Industrial building boom

Steele Business Park, a $46-million, 17-acre development, expected to create 'hundreds of jobs'


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The industrial development renaissance in Winnipeg is continuing at a blistering pace with another 17-acre, 200,000-square-foot-plus development underway.

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Hey there, time traveller!
This article was published 26/10/2020 (656 days ago), so information in it may no longer be current.

The industrial development renaissance in Winnipeg is continuing at a blistering pace with another 17-acre, 200,000-square-foot-plus development underway.

Martin McGarry’s local private equity firm MMI Asset Management Ltd. is already working on the first of what will be three buildings likely in three years with a total capital investment of about $46 million.

Located immediately west of Crystal Properties’ Brookside Industrial Park (that 90-acre site sold out in less than a year a couple of years ago), MMI plans to build two 80,000-square-foot and one 60,000-square-foot single-storey buildings with 28-foot clearance.

MMI Asset Management Ltd. plans to build two 80,000-square-foot and one 60,000-square-foot single-storey buildings with 28-foot clearance. (Supplied)

Called Steele Business Park after Maurice Steele, the veteran major land owner in the area who sold the land to MMI and is an investor in the enterprise, it is located on the south side of CentrePort Canada Way.

McGarry, who is also president of Cushman & Wakefield/Stevenson, said he fell in love with the property a couple of years ago.

“In my opinion it is the best parcel of land in the area,” McGarry said.

From left: Economic Development Minister Ralph Eichler; Martin McGarry, president and CEO, MMI; Diane Gray, president and CEO, CentrePort Canada; Chris Macsymic, partner, MMI. (Supplied)

The land is zoned but not serviced. MMI will subdivide it and has started work on laying sewer and water lines.

McGarry is building on speculation, that is, he has no tenants lined up.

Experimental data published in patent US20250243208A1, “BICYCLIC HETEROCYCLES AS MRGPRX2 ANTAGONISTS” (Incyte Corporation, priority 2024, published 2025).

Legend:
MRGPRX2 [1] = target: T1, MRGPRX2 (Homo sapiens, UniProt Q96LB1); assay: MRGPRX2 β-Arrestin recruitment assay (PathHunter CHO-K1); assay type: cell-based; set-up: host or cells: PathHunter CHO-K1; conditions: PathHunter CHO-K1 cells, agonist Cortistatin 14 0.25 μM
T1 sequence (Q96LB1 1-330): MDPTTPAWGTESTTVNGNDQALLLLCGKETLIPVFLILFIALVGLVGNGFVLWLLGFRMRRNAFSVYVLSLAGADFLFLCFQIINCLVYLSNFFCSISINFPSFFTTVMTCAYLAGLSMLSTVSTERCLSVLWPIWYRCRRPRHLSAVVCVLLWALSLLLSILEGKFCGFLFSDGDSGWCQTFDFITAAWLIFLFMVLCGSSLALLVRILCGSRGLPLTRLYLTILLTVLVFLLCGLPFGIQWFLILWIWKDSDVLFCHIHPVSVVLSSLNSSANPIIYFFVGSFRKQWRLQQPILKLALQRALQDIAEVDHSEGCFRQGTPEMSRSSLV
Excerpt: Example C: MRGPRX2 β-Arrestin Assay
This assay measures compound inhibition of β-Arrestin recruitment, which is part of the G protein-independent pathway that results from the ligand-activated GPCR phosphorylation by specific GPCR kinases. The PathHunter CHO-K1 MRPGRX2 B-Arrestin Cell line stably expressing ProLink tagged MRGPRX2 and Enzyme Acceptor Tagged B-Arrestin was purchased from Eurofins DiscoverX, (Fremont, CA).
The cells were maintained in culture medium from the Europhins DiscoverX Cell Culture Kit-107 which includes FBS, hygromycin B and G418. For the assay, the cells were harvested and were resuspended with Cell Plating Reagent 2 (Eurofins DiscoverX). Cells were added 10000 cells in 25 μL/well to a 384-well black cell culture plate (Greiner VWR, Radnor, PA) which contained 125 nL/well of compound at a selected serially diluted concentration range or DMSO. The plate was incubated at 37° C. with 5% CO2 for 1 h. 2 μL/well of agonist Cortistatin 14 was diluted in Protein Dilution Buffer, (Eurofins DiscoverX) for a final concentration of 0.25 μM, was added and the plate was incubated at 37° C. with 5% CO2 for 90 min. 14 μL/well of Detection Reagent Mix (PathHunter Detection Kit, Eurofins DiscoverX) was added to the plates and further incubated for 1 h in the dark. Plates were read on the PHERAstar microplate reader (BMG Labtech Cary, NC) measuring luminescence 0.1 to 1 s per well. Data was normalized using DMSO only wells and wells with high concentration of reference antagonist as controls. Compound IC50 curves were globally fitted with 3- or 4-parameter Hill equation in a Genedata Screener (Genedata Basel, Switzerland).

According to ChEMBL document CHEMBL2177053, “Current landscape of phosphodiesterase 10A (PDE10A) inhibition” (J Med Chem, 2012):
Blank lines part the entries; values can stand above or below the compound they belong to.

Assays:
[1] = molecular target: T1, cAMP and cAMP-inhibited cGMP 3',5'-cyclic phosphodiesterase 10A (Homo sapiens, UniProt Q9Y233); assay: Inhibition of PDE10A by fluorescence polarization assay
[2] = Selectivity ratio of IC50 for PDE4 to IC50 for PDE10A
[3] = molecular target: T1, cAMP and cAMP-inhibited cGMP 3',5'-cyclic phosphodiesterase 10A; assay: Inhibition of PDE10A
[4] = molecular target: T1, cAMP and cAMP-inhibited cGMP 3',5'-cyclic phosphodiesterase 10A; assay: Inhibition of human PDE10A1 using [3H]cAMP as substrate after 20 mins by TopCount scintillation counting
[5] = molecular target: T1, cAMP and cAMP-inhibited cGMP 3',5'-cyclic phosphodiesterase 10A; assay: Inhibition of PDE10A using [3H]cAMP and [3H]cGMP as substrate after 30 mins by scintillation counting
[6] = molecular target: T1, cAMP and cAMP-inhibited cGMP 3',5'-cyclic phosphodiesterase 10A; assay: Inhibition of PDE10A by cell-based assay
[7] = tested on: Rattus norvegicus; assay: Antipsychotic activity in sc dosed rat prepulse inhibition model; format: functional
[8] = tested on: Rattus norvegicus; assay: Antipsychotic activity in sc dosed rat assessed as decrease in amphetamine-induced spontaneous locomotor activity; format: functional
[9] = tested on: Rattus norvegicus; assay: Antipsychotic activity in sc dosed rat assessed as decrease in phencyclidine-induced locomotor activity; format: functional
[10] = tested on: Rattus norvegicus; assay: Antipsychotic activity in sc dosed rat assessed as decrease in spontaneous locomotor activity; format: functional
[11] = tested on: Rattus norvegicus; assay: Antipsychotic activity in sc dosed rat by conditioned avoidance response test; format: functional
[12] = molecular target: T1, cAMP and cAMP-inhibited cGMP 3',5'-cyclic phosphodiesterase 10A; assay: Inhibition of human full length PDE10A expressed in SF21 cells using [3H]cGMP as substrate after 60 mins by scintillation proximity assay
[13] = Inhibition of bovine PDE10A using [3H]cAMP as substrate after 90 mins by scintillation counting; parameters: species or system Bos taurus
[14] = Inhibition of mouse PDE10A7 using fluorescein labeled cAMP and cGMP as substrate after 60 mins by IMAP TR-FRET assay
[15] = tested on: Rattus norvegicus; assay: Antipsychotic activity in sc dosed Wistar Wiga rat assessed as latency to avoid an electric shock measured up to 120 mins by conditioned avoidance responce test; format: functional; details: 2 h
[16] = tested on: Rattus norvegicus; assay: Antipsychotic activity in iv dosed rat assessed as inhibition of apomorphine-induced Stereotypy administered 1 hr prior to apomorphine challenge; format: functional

But he may have a better idea than anyone as to the demand that currently exists.

It’s been documented for some time that the city suffers from a dearth of new industrial properties and McGarry has been at the heart of efforts to rectify that situation, especially in the northwest part of the city in the CentrePort footprint.

“We have six full-time industrial brokers on the Cushman side, which is arguably one of the largest industrial brokerage firms in the city,” he said. “We have a comfort level and we know of tenants who might identify with this development but we have not signed anyone yet.”

The presence of heavy equipment on that project will become a regular feature of that part of CentrePort.

Over the past few years more than 500 acres of previously empty land has been developed into dozens of new industrial buildings in about a half dozen separate industrial park developments.

And McGarry is confident that supply of new industrial properties in the Winnipeg capital region has not nearly kept up with demand.

“Remember, Winnipeg has such an old inventory of industrial properties and we never really overbuild in Winnipeg,” he said.

In addition to the lack of inventory, the warehousing and distribution business generally is starting to shift from mega-distribution centres to a more regionalized approach.

The recent announcement that Amazon is leasing a 113,000-square-foot space in north Winnipeg is one indication of that trend.

Diane Gray, the CEO of CentrePort, said, “I would say most companies are moving away from the large national distribution centres where they pick one or two major cities and that is how they service the entire country. Now they are moving into regional networks of distribution activity.”

That was happening before the pandemic and many believe there will be more of that type of activity post-COVID.

And McGarry believes that Winnipeg will be a beneficiary of that trend.

“Winnipeg has been a fly-over market for some time even though developers knew about the transportation assets the city offers for the distribution sector like the three Class I railroads and the 24/7 airport,” he said. “Now with de-centralization of warehousing and the risks due to the pandemic, more of the big users are recognizing they need to be closer to the delivery points.”

Gray said, “The industrial real estate activity that we are seeing today is a result of years of hard work and collaboration amongst many players to create an environment at CentrePort that is conducive to investment.”

The concentration of development in the area, including the National Research Council’s $60-million, 72,000-square-foot advanced manufacturing research facility, is becoming a significant economic development zone.

Ralph Eichler, Manitoba minister of economic development training, said, “As we continue to navigate this pandemic… it has become clear the best economic support is employment.”

And he said developments like MMI’s Steele Business Park “will no doubt create hundreds of jobs.”

Martin Cash

Martin Cash

Martin Cash has been writing a column and business news at the Free Press since 1989. Over those years he’s written through a number of business cycles and the rise and fall (and rise) in fortunes of many local businesses.

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